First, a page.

“I went to the woods because I wished to live deliberately, to front only the essential facts of life, and see if I could not learn what it had to teach, and not, when I came to die, discover that I had not lived. I did not wish to live what was not life, living is so dear; nor did I wish to practice resignation, unless it was quite necessary. I wanted to live deep and suck out all the marrow of life.”
I first read Walden when I was twenty-four and I remember being very moved by the book and especially by this passage. Did I understand it? Probably not very well.
As I read this today, I thought: What would I say to my twenty-four-year-old self about this passage? What would I say about living deliberately? About living deep and sucking out the marrow of life? About overcoming the curse of unlivedness?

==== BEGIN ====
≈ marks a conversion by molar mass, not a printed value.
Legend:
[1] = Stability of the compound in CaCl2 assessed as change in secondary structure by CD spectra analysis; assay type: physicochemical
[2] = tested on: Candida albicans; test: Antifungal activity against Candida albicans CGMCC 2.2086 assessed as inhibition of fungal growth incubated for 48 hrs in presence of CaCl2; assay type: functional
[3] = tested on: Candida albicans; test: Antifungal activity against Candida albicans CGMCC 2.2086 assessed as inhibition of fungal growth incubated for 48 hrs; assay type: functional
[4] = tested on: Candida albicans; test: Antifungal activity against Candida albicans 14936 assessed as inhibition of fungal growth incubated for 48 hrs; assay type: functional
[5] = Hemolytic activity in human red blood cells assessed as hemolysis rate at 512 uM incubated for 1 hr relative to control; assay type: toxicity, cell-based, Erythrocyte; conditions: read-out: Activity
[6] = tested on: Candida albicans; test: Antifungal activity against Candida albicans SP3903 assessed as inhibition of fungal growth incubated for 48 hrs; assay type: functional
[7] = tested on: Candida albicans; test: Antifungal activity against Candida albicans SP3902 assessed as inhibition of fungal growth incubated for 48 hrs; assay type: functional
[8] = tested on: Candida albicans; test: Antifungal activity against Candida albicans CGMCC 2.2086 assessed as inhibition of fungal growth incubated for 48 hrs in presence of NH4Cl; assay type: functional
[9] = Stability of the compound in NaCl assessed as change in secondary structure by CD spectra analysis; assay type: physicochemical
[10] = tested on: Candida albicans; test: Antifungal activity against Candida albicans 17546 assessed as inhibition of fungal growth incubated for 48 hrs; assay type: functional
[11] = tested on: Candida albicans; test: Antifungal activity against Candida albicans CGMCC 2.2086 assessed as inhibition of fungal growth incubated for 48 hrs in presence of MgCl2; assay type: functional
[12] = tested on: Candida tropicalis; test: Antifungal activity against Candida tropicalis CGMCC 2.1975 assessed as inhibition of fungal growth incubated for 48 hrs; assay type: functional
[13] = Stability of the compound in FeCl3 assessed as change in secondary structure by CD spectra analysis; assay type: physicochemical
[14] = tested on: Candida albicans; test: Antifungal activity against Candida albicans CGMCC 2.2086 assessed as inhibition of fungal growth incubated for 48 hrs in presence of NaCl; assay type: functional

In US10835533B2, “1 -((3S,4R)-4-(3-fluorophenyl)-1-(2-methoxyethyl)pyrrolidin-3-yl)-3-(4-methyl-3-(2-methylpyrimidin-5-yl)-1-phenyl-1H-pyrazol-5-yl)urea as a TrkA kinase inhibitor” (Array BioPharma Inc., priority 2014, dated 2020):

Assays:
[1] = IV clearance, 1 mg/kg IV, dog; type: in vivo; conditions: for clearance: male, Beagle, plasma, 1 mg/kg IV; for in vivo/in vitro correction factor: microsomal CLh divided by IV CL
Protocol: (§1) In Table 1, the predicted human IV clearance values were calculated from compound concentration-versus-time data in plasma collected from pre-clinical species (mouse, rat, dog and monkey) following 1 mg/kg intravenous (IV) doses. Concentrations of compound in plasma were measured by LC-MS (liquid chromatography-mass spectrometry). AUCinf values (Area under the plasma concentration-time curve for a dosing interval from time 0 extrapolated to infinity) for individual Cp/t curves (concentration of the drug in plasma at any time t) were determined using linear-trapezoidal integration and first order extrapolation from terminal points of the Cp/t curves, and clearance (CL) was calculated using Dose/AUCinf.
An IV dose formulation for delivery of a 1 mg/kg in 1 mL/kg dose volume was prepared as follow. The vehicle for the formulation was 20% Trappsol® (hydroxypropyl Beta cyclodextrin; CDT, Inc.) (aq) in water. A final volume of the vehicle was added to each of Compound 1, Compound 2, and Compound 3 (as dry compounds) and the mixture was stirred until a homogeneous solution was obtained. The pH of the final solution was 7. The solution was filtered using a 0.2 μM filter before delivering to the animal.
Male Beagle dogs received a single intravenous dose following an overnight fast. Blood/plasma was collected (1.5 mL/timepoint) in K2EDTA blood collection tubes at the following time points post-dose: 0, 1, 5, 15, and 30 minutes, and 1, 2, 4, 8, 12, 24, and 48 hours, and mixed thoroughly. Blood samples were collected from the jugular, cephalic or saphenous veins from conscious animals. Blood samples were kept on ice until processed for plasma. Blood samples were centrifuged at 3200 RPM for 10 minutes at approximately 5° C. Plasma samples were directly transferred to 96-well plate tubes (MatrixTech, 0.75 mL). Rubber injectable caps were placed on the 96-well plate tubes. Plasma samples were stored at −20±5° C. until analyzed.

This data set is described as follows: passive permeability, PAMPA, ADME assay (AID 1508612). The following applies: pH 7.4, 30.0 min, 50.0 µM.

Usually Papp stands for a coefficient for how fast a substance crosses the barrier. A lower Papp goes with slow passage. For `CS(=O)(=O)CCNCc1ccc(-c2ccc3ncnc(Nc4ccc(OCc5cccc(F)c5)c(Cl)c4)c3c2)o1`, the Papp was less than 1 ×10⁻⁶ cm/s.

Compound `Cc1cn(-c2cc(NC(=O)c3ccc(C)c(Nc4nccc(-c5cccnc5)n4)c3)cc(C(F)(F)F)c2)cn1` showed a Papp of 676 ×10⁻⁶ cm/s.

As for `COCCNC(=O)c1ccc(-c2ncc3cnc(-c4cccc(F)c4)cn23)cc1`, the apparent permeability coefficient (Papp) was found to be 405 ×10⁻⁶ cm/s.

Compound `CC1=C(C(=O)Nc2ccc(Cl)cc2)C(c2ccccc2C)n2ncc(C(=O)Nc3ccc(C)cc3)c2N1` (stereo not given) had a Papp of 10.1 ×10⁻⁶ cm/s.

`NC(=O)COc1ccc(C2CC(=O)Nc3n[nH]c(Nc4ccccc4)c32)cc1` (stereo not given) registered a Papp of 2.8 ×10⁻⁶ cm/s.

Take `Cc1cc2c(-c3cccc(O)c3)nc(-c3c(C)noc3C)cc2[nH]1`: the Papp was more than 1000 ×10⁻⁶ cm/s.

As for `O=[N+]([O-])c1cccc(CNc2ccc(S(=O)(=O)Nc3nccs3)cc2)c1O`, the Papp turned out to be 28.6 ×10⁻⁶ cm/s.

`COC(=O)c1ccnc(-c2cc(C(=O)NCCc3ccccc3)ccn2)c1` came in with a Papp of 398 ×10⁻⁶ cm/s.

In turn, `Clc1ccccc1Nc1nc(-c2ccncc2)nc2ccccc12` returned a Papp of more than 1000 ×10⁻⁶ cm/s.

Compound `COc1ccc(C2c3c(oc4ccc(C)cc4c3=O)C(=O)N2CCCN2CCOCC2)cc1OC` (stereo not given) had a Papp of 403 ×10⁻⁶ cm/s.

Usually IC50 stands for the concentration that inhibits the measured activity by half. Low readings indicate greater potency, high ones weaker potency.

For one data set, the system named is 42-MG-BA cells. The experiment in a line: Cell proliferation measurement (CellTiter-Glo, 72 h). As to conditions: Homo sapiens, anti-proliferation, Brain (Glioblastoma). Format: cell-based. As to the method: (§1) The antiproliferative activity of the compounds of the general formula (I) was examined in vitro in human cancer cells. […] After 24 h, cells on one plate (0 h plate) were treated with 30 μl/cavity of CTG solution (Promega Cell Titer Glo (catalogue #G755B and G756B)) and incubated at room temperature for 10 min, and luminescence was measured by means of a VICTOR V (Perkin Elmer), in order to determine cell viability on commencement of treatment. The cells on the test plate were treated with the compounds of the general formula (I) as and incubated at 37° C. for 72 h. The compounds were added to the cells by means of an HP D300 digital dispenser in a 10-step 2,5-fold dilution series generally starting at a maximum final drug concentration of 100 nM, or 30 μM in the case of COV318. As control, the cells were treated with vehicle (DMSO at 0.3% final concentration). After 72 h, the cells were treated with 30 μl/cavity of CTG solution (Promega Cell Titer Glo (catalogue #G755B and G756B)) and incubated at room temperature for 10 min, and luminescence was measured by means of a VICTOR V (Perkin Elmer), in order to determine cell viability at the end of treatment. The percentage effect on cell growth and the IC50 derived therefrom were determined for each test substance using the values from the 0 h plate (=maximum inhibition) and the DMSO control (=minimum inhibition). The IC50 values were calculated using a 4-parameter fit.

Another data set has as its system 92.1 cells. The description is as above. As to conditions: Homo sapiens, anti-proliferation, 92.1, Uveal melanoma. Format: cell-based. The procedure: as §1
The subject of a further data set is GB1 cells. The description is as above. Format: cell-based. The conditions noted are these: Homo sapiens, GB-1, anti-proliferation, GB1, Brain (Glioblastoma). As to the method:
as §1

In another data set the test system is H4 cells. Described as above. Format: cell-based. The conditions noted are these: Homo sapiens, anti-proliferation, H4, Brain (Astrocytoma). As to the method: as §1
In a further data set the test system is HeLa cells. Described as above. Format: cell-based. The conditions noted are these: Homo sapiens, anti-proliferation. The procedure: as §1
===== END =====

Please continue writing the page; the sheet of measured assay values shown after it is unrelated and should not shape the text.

Well, I doubt if my twenty-four-year old self would listen, but I think I might begin by telling this story.
An angry young man, his eyes blazing, came to a wise old man and said, “I hate the world! Tell me how I can possibly live in this world!” The old man calmly looked at him and said, “I can tell you, but you won’t listen.” The young man said, “No, please tell me how to live in this world, because I hate the world!” The old man sighed. “Okay. Go away and for one year you may not do anything you do not enjoy. If you’re walking down a road and find that you do not enjoy it, sit down. If you’re reading a book and you don’t enjoy it, close the book.” “That’s ridiculous! No one can do that,” said the young man. “See, I told you that you wouldn’t listen.” After they talked, the young man went away and returned a year later. This time his face was relaxed, he was smiling, his eyes sparkled. “Ah,” said the old man, “I see you have learned. Go. Maybe now, you can be of some use in the world.”